The Wildlife Comeback in Europe report marks a reversal in fortunes after hunting, habitat loss, and pollution have sent animals into decline over the past few centuries. The researchers looked at 18 mammals and 19 bird species found across Europe and they found that all, apart from the Iberian lynx, had increased in abundance from the 1960s until 2005.
This is one of the highlights of the BBC World Service story Europe’s key animals ‘making a comeback’ about Wildlife Comeback in Europe report released on September 26th. Conservationists say species such as bears, wolves, lynx, eagles and vultures have increased in numbers. They believe that protection, curbs on hunting and people moving away from rural areas and into cities have helped Europe’s wildlife to recover, writes Rebecca Morelle, Science reporter of BBC World Service. She interviewed Frans Schepers, Managing Director of Rewilding Europe, the initiative commissioned the report. “People have this general picture of Europe that we’ve lost all our nature and our wildlife. “And I think what the rest of the world can learn from this is that conservation actually works. If we have the resources, a proper strategy, if we use our efforts, it actually works,” Frans Schepers says. BBC World Service team has interviewed Frans Schepers and Davor Krmpotic, Rewilding Velebit Coordinator in Croatia and witnessed the comeback of the Croatia’s brown bear depicting with a vivid example the success story of the rewilding.
The Guardian lists the five huge initiatives already under way: the Velebit Mountains in Croatia and also in Spain/Portugal, the Eastern and Southern Carpathians, the Danube delta and presents the aim of Rewilding Europe to rewild 1m hectares of land by 2020, creating 10 areas in different geographical regions of Europe made up of different habitats and species, where nature would be allowed to take its course. “Their efforts to create space for nature is being helped by the rate at which agricultural land is being abandoned”, Frans Schepers said, where it is being returned to suitable habitat for many species and providing economic benefits in the form of tourism and ecosystem services.”Rewilding would allow people to create businesses and shift from a marginal, subsidised-based agriculture to a local wildlife-based economy. There are millions of hectares of land that are being abandoned in Europe as we speak and this has been happening for decades. Research shows that between 12 and 18 million hectares of land will be abandoned in Europe by 2030, where people don’t want to live and agriculture is marginal. This is a historic opportunity,” he is quoted in the article of The Guardian written by Jessica Aldred. (See here the Wildlife Comeback photo story in the Guardian)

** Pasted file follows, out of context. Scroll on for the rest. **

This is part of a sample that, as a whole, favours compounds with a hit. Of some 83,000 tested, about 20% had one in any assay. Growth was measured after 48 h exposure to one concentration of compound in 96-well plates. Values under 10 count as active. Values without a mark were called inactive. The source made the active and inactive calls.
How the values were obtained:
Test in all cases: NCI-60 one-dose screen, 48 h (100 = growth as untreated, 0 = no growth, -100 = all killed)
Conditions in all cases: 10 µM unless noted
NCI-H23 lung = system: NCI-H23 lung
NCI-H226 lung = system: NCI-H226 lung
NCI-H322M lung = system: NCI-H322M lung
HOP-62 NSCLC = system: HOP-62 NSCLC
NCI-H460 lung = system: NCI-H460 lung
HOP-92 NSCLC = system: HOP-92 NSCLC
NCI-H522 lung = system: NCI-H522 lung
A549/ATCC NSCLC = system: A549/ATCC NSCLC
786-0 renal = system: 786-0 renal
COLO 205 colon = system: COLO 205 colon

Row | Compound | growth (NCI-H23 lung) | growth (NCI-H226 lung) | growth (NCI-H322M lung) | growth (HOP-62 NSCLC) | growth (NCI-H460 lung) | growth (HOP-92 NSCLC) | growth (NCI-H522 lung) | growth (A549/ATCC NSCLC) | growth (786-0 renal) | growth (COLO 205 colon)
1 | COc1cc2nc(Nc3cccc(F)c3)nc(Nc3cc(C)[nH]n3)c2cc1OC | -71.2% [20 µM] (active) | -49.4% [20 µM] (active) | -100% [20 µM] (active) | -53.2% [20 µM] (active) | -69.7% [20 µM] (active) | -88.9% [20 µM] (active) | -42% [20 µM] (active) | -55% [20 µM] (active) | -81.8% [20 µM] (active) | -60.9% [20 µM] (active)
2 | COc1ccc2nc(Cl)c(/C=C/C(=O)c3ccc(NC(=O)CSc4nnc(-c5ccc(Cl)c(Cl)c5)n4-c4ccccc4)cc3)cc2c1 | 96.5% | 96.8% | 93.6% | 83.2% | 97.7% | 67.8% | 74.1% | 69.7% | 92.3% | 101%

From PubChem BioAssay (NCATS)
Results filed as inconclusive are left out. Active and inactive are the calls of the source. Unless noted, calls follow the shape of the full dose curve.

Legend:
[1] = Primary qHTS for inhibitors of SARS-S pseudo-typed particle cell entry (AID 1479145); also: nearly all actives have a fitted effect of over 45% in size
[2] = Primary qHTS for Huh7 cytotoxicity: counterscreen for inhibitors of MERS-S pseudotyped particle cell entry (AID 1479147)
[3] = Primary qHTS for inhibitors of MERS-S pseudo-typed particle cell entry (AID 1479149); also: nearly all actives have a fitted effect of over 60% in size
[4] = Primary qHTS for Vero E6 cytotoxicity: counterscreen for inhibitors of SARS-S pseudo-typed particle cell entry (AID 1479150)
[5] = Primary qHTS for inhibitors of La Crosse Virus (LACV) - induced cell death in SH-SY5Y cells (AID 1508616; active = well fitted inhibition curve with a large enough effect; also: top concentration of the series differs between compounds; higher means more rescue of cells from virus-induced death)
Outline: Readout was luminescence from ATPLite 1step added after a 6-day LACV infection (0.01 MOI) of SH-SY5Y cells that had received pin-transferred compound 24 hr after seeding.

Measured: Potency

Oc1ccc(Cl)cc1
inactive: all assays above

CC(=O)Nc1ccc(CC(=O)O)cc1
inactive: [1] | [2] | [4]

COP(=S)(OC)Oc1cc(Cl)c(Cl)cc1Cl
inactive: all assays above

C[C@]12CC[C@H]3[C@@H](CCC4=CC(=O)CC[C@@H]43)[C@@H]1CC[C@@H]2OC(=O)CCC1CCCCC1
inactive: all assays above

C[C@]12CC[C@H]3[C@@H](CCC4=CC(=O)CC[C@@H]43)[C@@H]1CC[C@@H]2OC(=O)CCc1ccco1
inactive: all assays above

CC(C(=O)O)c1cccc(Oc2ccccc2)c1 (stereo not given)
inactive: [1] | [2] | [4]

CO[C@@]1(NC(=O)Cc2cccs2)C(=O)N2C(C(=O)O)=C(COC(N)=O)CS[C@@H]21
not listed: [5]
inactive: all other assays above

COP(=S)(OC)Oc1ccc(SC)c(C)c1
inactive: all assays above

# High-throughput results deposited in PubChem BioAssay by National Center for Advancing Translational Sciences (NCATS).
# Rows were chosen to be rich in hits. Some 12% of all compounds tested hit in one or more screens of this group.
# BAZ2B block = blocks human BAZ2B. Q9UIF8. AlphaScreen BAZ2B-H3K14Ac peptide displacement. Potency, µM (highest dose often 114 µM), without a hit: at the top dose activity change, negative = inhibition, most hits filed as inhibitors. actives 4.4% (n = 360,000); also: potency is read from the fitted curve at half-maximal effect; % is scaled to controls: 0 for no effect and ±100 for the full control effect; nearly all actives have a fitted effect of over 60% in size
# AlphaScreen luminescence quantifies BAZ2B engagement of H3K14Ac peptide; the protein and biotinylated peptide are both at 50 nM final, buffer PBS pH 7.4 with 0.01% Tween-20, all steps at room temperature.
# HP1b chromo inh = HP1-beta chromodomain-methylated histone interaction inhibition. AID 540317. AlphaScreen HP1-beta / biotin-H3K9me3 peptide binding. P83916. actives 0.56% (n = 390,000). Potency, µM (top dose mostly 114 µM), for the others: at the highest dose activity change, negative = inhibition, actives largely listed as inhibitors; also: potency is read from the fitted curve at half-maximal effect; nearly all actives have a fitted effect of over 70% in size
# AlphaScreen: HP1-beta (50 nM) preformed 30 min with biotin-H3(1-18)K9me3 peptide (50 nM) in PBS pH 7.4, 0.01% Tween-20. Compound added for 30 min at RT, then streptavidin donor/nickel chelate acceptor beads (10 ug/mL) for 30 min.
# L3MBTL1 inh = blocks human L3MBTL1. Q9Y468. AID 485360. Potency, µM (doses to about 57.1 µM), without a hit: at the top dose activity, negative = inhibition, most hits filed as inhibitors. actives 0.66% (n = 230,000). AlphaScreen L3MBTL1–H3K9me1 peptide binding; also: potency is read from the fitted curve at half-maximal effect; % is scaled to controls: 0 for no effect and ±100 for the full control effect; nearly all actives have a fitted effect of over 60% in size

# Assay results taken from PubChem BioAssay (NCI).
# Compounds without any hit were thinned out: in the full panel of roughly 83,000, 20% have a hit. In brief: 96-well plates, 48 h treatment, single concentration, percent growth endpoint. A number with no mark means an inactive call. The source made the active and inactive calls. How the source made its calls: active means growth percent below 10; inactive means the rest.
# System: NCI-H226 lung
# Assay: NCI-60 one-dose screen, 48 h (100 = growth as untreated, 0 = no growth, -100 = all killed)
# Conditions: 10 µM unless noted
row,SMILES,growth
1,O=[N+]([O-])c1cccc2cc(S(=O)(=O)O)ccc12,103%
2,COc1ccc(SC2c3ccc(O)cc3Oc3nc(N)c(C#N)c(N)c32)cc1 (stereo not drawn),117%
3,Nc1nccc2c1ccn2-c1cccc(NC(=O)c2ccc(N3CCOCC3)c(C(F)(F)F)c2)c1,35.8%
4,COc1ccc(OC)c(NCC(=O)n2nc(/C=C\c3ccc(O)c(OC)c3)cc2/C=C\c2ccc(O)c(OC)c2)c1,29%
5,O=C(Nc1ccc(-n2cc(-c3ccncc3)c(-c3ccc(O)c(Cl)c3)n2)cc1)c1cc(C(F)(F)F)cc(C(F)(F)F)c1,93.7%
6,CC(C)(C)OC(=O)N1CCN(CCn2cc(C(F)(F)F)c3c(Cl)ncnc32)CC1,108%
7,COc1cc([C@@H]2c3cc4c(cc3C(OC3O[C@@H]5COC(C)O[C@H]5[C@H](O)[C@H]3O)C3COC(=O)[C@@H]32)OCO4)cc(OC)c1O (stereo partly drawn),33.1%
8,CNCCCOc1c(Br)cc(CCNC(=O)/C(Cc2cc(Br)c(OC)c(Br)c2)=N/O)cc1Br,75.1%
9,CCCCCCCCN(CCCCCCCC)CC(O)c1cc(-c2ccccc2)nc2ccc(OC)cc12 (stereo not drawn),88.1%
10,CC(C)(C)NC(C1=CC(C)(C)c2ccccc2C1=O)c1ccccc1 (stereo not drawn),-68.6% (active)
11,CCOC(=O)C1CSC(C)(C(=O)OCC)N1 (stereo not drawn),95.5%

Those who tire of being told they are the planet’s most destructive animals will be heartened by a new study showing that dozens of endangered species are making a remarkable comeback in Europe, Ben Webster writes in the article “Animals return from the brink of extinction” in The Times. The white-tailed eagle, grey wolf and brown bear have all recovered from the brink of extinction, according to the first comprehensive study of the comeback of certain species across Europe.
Another success story revealed in the study, is the White-tailed eagle, Voice of Russia UK reports. In the past, prejudice made many feel threatened by the large bird of prey, causing it to be widely persecuted. Persistent chemicals in the environment known as PCBs and DDT also caused populations to fall. By the 1970s, there were just 1200 breeding pairs left. Frans Schepers says: “What actually happened is the fertility of these birds completely crashed and there were actually laying eggs and would start to sit on them to breed, and the eggs just cracked so reproduction failed.“Better protection again here, but also cleaning up and not allowing anymore these chemicals to get into the systems actually made the White-tailed eagle come back.“So we’re now around 11,000 pairs in Europe, which is a comeback from 1970 up to now, which is spectacular.” Igor Chestin from the Russian branch of the World Wildlife Fund says the end of the Soviet Union caused mass migration from rural areas to cities, allowing agricultural land to return to the wild: “Inefficient agricultural production has vanished – it wasn’t competitive – so much of the rural land became basically empty. “It was taken by forests and some regions increased their coverage of forest by 10 times in the last 20 years.“Which of course resulted in the number of animals coming back.” And one of those animals was the European bison, writes Voice of Russia UK in “European wildlife making a comeback”.
Wildlife Comeback in Europe is covered also by Le Monde, Al Jazeera, ABC Radio (Australia), Radio FM 4 (Austria), Associated Press, Agency France Press, Daily Express, The Telegraph, Daily Mail, De Volkskrant (Netherlands), Dagens Nyheter (Sweden), A-Magazinet (Norway), Christian Science Monitor, WWF, ZSL, BirdLife, EBCC and in numerous websites.
More articles are expected in Der Spiegel, La Stampa, Berliner Zeitung.
The full report can be downloaded here.